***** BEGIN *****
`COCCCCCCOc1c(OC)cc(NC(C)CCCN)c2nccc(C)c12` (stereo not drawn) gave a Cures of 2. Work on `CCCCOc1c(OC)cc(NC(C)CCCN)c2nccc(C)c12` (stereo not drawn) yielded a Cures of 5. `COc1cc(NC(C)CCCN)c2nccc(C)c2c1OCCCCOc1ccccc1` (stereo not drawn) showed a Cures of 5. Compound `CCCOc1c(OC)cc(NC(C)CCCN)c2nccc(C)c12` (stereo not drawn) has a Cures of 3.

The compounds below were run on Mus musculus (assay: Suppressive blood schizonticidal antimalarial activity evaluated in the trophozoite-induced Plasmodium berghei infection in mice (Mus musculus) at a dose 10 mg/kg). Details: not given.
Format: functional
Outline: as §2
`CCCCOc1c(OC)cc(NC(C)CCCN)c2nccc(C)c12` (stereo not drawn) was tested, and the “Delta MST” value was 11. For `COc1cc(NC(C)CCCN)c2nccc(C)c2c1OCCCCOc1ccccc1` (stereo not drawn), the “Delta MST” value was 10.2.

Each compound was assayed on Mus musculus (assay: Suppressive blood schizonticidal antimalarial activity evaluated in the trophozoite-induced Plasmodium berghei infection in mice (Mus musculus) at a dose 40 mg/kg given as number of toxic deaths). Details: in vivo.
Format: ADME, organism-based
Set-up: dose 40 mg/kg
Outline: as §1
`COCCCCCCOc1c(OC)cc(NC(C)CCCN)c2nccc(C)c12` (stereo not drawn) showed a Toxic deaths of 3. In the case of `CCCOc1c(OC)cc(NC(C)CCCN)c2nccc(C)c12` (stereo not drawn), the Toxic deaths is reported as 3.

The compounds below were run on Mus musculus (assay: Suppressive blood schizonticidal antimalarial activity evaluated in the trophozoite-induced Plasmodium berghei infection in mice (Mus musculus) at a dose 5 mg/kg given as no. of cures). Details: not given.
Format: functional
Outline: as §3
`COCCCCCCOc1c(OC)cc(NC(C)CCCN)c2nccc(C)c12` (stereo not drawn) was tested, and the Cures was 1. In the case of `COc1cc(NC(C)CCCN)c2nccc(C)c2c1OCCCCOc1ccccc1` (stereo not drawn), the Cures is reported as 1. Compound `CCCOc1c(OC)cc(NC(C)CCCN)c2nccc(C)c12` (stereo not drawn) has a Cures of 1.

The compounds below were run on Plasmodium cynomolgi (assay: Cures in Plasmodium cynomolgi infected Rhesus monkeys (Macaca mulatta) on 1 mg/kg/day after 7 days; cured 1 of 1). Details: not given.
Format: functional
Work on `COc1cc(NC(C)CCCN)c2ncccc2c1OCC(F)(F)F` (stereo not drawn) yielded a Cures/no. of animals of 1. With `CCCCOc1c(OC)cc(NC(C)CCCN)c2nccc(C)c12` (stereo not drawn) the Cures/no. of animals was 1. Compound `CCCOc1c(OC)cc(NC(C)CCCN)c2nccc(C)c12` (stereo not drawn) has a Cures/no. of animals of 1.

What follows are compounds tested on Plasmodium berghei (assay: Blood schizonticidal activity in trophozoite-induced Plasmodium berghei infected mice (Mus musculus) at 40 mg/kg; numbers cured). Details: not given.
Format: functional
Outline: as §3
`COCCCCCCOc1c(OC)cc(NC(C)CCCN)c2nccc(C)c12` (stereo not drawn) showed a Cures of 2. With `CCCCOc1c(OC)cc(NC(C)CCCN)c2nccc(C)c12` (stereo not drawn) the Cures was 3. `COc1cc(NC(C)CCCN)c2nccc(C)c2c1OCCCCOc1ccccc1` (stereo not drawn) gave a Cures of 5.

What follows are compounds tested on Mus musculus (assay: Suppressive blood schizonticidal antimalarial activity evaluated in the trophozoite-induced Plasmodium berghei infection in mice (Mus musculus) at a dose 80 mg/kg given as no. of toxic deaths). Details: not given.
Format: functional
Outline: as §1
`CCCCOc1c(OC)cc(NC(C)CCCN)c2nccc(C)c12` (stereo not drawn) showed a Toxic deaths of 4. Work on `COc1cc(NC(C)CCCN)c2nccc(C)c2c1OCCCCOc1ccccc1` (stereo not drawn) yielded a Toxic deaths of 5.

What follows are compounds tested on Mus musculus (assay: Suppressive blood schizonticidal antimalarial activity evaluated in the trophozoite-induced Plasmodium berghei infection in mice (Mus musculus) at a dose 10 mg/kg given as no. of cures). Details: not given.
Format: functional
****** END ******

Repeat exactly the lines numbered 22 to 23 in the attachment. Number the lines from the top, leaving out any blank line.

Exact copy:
What follows are compounds tested on Mus musculus (assay: Suppressive blood schizonticidal antimalarial activity evaluated in the trophozoite-induced Plasmodium berghei infection in mice (Mus musculus) at a dose 80 mg/kg given as no. of toxic deaths). Details: not given.
Format: functional